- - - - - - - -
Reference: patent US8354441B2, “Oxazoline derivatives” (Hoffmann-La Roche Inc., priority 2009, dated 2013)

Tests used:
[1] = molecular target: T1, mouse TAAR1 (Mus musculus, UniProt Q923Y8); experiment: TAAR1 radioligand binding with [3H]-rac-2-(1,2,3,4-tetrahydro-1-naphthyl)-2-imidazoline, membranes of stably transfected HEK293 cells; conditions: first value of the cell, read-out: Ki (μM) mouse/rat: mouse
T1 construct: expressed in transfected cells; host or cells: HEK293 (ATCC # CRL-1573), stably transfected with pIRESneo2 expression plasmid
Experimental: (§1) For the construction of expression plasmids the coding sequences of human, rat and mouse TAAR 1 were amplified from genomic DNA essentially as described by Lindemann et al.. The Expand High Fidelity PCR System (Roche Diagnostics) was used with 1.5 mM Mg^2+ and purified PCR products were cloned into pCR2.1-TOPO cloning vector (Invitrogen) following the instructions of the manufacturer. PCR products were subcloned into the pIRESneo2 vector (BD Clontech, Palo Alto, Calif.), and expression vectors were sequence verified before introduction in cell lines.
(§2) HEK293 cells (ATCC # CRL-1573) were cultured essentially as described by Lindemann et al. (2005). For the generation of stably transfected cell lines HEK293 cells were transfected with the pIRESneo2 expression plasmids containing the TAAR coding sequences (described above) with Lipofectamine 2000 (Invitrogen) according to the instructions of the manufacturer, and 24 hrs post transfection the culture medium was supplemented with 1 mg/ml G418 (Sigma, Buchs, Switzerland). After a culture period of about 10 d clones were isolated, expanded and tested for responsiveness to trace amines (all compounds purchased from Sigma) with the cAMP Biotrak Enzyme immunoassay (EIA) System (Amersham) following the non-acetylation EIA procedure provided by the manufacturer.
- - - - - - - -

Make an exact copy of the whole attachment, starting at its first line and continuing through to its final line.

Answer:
Reference: patent US8354441B2, “Oxazoline derivatives” (Hoffmann-La Roche Inc., priority 2009, dated 2013)

Tests used:
[1] = molecular target: T1, mouse TAAR1 (Mus musculus, UniProt Q923Y8); experiment: TAAR1 radioligand binding with [3H]-rac-2-(1,2,3,4-tetrahydro-1-naphthyl)-2-imidazoline, membranes of stably transfected HEK293 cells; conditions: first value of the cell, read-out: Ki (μM) mouse/rat: mouse
T1 construct: expressed in transfected cells; host or cells: HEK293 (ATCC # CRL-1573), stably transfected with pIRESneo2 expression plasmid
Experimental: (§1) For the construction of expression plasmids the coding sequences of human, rat and mouse TAAR 1 were amplified from genomic DNA essentially as described by Lindemann et al.. The Expand High Fidelity PCR System (Roche Diagnostics) was used with 1.5 mM Mg^2+ and purified PCR products were cloned into pCR2.1-TOPO cloning vector (Invitrogen) following the instructions of the manufacturer. PCR products were subcloned into the pIRESneo2 vector (BD Clontech, Palo Alto, Calif.), and expression vectors were sequence verified before introduction in cell lines.
(§2) HEK293 cells (ATCC # CRL-1573) were cultured essentially as described by Lindemann et al. (2005). For the generation of stably transfected cell lines HEK293 cells were transfected with the pIRESneo2 expression plasmids containing the TAAR coding sequences (described above) with Lipofectamine 2000 (Invitrogen) according to the instructions of the manufacturer, and 24 hrs post transfection the culture medium was supplemented with 1 mg/ml G418 (Sigma, Buchs, Switzerland). After a culture period of about 10 d clones were isolated, expanded and tested for responsiveness to trace amines (all compounds purchased from Sigma) with the cAMP Biotrak Enzyme immunoassay (EIA) System (Amersham) following the non-acetylation EIA procedure provided by the manufacturer.